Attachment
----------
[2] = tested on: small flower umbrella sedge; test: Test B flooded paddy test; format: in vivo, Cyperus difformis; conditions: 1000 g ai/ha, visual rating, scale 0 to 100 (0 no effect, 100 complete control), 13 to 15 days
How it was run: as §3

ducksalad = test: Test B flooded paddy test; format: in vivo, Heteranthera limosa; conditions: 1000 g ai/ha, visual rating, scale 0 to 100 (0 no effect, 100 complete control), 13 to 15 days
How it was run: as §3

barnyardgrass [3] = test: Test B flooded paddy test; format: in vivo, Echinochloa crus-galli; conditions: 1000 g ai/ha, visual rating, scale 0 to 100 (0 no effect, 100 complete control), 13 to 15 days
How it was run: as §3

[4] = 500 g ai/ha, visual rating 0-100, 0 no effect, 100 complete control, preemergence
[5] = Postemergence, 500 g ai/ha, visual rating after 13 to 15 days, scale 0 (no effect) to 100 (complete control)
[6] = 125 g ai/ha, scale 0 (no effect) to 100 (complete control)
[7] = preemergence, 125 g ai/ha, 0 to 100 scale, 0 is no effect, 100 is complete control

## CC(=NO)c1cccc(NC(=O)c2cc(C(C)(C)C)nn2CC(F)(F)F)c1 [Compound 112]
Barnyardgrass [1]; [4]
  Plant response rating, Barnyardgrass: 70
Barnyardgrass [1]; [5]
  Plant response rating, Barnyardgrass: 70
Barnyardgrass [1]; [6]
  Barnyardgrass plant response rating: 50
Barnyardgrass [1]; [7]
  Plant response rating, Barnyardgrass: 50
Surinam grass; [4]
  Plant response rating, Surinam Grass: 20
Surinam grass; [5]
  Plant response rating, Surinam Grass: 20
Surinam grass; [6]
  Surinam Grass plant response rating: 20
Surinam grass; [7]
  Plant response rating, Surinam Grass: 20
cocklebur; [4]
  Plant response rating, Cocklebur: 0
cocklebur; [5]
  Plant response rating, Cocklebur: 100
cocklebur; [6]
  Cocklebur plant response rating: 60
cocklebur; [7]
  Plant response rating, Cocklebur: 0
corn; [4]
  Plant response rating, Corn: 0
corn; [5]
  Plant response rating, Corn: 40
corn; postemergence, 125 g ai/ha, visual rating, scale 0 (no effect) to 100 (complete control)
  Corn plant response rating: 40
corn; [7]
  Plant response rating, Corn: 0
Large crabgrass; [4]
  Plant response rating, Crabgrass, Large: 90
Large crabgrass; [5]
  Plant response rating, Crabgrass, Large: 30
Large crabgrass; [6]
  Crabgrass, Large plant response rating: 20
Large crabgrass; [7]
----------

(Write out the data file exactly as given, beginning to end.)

[2] = tested on: small flower umbrella sedge; test: Test B flooded paddy test; format: in vivo, Cyperus difformis; conditions: 1000 g ai/ha, visual rating, scale 0 to 100 (0 no effect, 100 complete control), 13 to 15 days
How it was run: as §3

ducksalad = test: Test B flooded paddy test; format: in vivo, Heteranthera limosa; conditions: 1000 g ai/ha, visual rating, scale 0 to 100 (0 no effect, 100 complete control), 13 to 15 days
How it was run: as §3

barnyardgrass [3] = test: Test B flooded paddy test; format: in vivo, Echinochloa crus-galli; conditions: 1000 g ai/ha, visual rating, scale 0 to 100 (0 no effect, 100 complete control), 13 to 15 days
How it was run: as §3

[4] = 500 g ai/ha, visual rating 0-100, 0 no effect, 100 complete control, preemergence
[5] = Postemergence, 500 g ai/ha, visual rating after 13 to 15 days, scale 0 (no effect) to 100 (complete control)
[6] = 125 g ai/ha, scale 0 (no effect) to 100 (complete control)
[7] = preemergence, 125 g ai/ha, 0 to 100 scale, 0 is no effect, 100 is complete control

## CC(=NO)c1cccc(NC(=O)c2cc(C(C)(C)C)nn2CC(F)(F)F)c1 [Compound 112]
Barnyardgrass [1]; [4]
  Plant response rating, Barnyardgrass: 70
Barnyardgrass [1]; [5]
  Plant response rating, Barnyardgrass: 70
Barnyardgrass [1]; [6]
  Barnyardgrass plant response rating: 50
Barnyardgrass [1]; [7]
  Plant response rating, Barnyardgrass: 50
Surinam grass; [4]
  Plant response rating, Surinam Grass: 20
Surinam grass; [5]
  Plant response rating, Surinam Grass: 20
Surinam grass; [6]
  Surinam Grass plant response rating: 20
Surinam grass; [7]
  Plant response rating, Surinam Grass: 20
cocklebur; [4]
  Plant response rating, Cocklebur: 0
cocklebur; [5]
  Plant response rating, Cocklebur: 100
cocklebur; [6]
  Cocklebur plant response rating: 60
cocklebur; [7]
  Plant response rating, Cocklebur: 0
corn; [4]
  Plant response rating, Corn: 0
corn; [5]
  Plant response rating, Corn: 40
corn; postemergence, 125 g ai/ha, visual rating, scale 0 (no effect) to 100 (complete control)
  Corn plant response rating: 40
corn; [7]
  Plant response rating, Corn: 0
Large crabgrass; [4]
  Plant response rating, Crabgrass, Large: 90
Large crabgrass; [5]
  Plant response rating, Crabgrass, Large: 30
Large crabgrass; [6]
  Crabgrass, Large plant response rating: 20
Large crabgrass; [7]